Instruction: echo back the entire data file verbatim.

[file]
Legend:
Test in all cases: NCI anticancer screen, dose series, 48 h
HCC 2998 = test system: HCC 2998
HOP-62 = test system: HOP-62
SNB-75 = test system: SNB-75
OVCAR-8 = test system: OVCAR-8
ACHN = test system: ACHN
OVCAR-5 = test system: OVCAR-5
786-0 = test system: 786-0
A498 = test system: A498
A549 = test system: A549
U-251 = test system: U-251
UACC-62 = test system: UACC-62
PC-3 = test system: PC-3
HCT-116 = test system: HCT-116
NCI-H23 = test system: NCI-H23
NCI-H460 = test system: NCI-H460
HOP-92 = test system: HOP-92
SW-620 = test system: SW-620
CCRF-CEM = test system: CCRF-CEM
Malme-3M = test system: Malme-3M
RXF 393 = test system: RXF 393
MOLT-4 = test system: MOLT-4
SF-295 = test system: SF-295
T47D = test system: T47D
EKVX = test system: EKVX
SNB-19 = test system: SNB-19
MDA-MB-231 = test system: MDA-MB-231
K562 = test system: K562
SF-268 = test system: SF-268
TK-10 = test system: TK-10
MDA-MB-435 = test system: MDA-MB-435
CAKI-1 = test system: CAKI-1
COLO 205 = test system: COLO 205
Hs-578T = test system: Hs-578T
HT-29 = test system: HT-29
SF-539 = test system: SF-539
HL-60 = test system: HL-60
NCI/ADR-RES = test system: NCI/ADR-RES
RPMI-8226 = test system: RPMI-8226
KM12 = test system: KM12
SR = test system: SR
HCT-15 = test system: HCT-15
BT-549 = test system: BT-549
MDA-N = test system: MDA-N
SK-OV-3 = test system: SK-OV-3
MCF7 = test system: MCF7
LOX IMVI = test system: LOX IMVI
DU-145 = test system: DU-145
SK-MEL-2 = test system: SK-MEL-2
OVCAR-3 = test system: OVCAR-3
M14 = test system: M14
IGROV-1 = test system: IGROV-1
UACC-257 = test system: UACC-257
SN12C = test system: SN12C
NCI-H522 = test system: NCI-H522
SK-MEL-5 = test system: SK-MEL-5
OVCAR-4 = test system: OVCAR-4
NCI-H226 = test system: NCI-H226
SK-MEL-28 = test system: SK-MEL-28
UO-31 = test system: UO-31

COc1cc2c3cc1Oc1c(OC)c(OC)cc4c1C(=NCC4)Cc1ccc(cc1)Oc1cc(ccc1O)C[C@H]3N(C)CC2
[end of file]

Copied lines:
Legend:
Test in all cases: NCI anticancer screen, dose series, 48 h
HCC 2998 = test system: HCC 2998
HOP-62 = test system: HOP-62
SNB-75 = test system: SNB-75
OVCAR-8 = test system: OVCAR-8
ACHN = test system: ACHN
OVCAR-5 = test system: OVCAR-5
786-0 = test system: 786-0
A498 = test system: A498
A549 = test system: A549
U-251 = test system: U-251
UACC-62 = test system: UACC-62
PC-3 = test system: PC-3
HCT-116 = test system: HCT-116
NCI-H23 = test system: NCI-H23
NCI-H460 = test system: NCI-H460
HOP-92 = test system: HOP-92
SW-620 = test system: SW-620
CCRF-CEM = test system: CCRF-CEM
Malme-3M = test system: Malme-3M
RXF 393 = test system: RXF 393
MOLT-4 = test system: MOLT-4
SF-295 = test system: SF-295
T47D = test system: T47D
EKVX = test system: EKVX
SNB-19 = test system: SNB-19
MDA-MB-231 = test system: MDA-MB-231
K562 = test system: K562
SF-268 = test system: SF-268
TK-10 = test system: TK-10
MDA-MB-435 = test system: MDA-MB-435
CAKI-1 = test system: CAKI-1
COLO 205 = test system: COLO 205
Hs-578T = test system: Hs-578T
HT-29 = test system: HT-29
SF-539 = test system: SF-539
HL-60 = test system: HL-60
NCI/ADR-RES = test system: NCI/ADR-RES
RPMI-8226 = test system: RPMI-8226
KM12 = test system: KM12
SR = test system: SR
HCT-15 = test system: HCT-15
BT-549 = test system: BT-549
MDA-N = test system: MDA-N
SK-OV-3 = test system: SK-OV-3
MCF7 = test system: MCF7
LOX IMVI = test system: LOX IMVI
DU-145 = test system: DU-145
SK-MEL-2 = test system: SK-MEL-2
OVCAR-3 = test system: OVCAR-3
M14 = test system: M14
IGROV-1 = test system: IGROV-1
UACC-257 = test system: UACC-257
SN12C = test system: SN12C
NCI-H522 = test system: NCI-H522
SK-MEL-5 = test system: SK-MEL-5
OVCAR-4 = test system: OVCAR-4
NCI-H226 = test system: NCI-H226
SK-MEL-28 = test system: SK-MEL-28
UO-31 = test system: UO-31

COc1cc2c3cc1Oc1c(OC)c(OC)cc4c1C(=NCC4)Cc1ccc(cc1)Oc1cc(ccc1O)C[C@H]3N(C)CC2